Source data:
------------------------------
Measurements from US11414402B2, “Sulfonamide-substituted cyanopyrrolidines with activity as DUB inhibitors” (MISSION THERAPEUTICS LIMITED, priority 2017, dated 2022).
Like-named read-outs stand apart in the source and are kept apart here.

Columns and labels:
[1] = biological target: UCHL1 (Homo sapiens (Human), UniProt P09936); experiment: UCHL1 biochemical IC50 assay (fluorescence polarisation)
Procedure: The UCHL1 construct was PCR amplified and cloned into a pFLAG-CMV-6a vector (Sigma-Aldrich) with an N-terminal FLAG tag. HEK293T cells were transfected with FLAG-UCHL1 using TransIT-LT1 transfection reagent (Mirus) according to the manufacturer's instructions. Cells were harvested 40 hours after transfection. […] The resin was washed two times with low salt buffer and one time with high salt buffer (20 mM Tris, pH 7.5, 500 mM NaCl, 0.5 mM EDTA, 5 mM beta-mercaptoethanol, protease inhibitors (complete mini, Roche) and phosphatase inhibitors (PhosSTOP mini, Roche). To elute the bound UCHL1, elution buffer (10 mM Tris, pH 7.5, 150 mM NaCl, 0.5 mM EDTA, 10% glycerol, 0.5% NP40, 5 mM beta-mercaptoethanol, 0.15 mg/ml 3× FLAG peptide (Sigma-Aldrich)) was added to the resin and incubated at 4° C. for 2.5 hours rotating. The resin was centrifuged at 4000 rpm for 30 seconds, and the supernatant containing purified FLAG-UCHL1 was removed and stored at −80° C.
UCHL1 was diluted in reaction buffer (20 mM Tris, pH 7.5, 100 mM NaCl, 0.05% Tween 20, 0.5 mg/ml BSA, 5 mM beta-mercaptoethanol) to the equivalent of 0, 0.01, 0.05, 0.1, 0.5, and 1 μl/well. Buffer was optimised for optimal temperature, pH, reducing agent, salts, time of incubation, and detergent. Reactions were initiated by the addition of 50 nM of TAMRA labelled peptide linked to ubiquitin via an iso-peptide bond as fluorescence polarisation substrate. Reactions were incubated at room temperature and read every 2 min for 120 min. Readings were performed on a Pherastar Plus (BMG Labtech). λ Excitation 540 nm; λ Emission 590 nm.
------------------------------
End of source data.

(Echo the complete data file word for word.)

Measurements from US11414402B2, “Sulfonamide-substituted cyanopyrrolidines with activity as DUB inhibitors” (MISSION THERAPEUTICS LIMITED, priority 2017, dated 2022).
Like-named read-outs stand apart in the source and are kept apart here.

Columns and labels:
[1] = biological target: UCHL1 (Homo sapiens (Human), UniProt P09936); experiment: UCHL1 biochemical IC50 assay (fluorescence polarisation)
Procedure: The UCHL1 construct was PCR amplified and cloned into a pFLAG-CMV-6a vector (Sigma-Aldrich) with an N-terminal FLAG tag. HEK293T cells were transfected with FLAG-UCHL1 using TransIT-LT1 transfection reagent (Mirus) according to the manufacturer's instructions. Cells were harvested 40 hours after transfection. […] The resin was washed two times with low salt buffer and one time with high salt buffer (20 mM Tris, pH 7.5, 500 mM NaCl, 0.5 mM EDTA, 5 mM beta-mercaptoethanol, protease inhibitors (complete mini, Roche) and phosphatase inhibitors (PhosSTOP mini, Roche). To elute the bound UCHL1, elution buffer (10 mM Tris, pH 7.5, 150 mM NaCl, 0.5 mM EDTA, 10% glycerol, 0.5% NP40, 5 mM beta-mercaptoethanol, 0.15 mg/ml 3× FLAG peptide (Sigma-Aldrich)) was added to the resin and incubated at 4° C. for 2.5 hours rotating. The resin was centrifuged at 4000 rpm for 30 seconds, and the supernatant containing purified FLAG-UCHL1 was removed and stored at −80° C.
UCHL1 was diluted in reaction buffer (20 mM Tris, pH 7.5, 100 mM NaCl, 0.05% Tween 20, 0.5 mg/ml BSA, 5 mM beta-mercaptoethanol) to the equivalent of 0, 0.01, 0.05, 0.1, 0.5, and 1 μl/well. Buffer was optimised for optimal temperature, pH, reducing agent, salts, time of incubation, and detergent. Reactions were initiated by the addition of 50 nM of TAMRA labelled peptide linked to ubiquitin via an iso-peptide bond as fluorescence polarisation substrate. Reactions were incubated at room temperature and read every 2 min for 120 min. Readings were performed on a Pherastar Plus (BMG Labtech). λ Excitation 540 nm; λ Emission 590 nm.